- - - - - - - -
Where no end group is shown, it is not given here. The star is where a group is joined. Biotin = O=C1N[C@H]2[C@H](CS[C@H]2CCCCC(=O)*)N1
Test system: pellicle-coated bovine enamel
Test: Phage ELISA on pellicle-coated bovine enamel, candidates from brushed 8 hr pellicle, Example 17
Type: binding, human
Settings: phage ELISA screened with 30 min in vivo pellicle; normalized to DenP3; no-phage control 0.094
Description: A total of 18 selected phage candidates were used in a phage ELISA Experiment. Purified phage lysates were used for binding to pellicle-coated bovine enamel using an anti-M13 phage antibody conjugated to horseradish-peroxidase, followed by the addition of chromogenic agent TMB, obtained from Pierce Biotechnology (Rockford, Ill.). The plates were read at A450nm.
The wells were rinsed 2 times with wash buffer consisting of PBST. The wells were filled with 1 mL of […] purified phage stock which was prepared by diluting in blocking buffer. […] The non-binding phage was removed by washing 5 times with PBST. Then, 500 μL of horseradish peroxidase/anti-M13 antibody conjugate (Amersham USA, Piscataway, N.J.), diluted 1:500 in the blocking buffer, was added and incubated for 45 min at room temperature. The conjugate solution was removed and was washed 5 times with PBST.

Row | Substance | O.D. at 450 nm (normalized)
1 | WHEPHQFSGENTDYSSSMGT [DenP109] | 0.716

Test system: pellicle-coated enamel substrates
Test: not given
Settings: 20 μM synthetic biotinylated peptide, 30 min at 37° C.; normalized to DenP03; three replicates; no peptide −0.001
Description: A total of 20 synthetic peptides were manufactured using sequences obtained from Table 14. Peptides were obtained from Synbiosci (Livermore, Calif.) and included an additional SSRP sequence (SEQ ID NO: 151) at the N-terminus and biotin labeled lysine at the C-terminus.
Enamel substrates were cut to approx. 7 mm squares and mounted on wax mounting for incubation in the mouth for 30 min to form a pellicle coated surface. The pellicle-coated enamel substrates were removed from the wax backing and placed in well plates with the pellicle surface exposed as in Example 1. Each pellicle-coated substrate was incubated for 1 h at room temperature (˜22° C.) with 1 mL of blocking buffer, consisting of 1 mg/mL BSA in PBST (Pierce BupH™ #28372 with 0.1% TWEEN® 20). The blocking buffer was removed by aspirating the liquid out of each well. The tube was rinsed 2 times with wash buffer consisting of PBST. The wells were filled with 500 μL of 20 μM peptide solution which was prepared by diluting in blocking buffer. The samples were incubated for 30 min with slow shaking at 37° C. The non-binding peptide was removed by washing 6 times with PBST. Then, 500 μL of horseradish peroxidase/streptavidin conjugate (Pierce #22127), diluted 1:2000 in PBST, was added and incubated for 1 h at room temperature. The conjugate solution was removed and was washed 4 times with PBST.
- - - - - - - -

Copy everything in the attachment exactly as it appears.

Where no end group is shown, it is not given here. The star is where a group is joined. Biotin = O=C1N[C@H]2[C@H](CS[C@H]2CCCCC(=O)*)N1
Test system: pellicle-coated bovine enamel
Test: Phage ELISA on pellicle-coated bovine enamel, candidates from brushed 8 hr pellicle, Example 17
Type: binding, human
Settings: phage ELISA screened with 30 min in vivo pellicle; normalized to DenP3; no-phage control 0.094
Description: A total of 18 selected phage candidates were used in a phage ELISA Experiment. Purified phage lysates were used for binding to pellicle-coated bovine enamel using an anti-M13 phage antibody conjugated to horseradish-peroxidase, followed by the addition of chromogenic agent TMB, obtained from Pierce Biotechnology (Rockford, Ill.). The plates were read at A450nm.
The wells were rinsed 2 times with wash buffer consisting of PBST. The wells were filled with 1 mL of […] purified phage stock which was prepared by diluting in blocking buffer. […] The non-binding phage was removed by washing 5 times with PBST. Then, 500 μL of horseradish peroxidase/anti-M13 antibody conjugate (Amersham USA, Piscataway, N.J.), diluted 1:500 in the blocking buffer, was added and incubated for 45 min at room temperature. The conjugate solution was removed and was washed 5 times with PBST.

Row | Substance | O.D. at 450 nm (normalized)
1 | WHEPHQFSGENTDYSSSMGT [DenP109] | 0.716

Test system: pellicle-coated enamel substrates
Test: not given
Settings: 20 μM synthetic biotinylated peptide, 30 min at 37° C.; normalized to DenP03; three replicates; no peptide −0.001
Description: A total of 20 synthetic peptides were manufactured using sequences obtained from Table 14. Peptides were obtained from Synbiosci (Livermore, Calif.) and included an additional SSRP sequence (SEQ ID NO: 151) at the N-terminus and biotin labeled lysine at the C-terminus.
Enamel substrates were cut to approx. 7 mm squares and mounted on wax mounting for incubation in the mouth for 30 min to form a pellicle coated surface. The pellicle-coated enamel substrates were removed from the wax backing and placed in well plates with the pellicle surface exposed as in Example 1. Each pellicle-coated substrate was incubated for 1 h at room temperature (˜22° C.) with 1 mL of blocking buffer, consisting of 1 mg/mL BSA in PBST (Pierce BupH™ #28372 with 0.1% TWEEN® 20). The blocking buffer was removed by aspirating the liquid out of each well. The tube was rinsed 2 times with wash buffer consisting of PBST. The wells were filled with 500 μL of 20 μM peptide solution which was prepared by diluting in blocking buffer. The samples were incubated for 30 min with slow shaking at 37° C. The non-binding peptide was removed by washing 6 times with PBST. Then, 500 μL of horseradish peroxidase/streptavidin conjugate (Pierce #22127), diluted 1:2000 in PBST, was added and incubated for 1 h at room temperature. The conjugate solution was removed and was washed 4 times with PBST.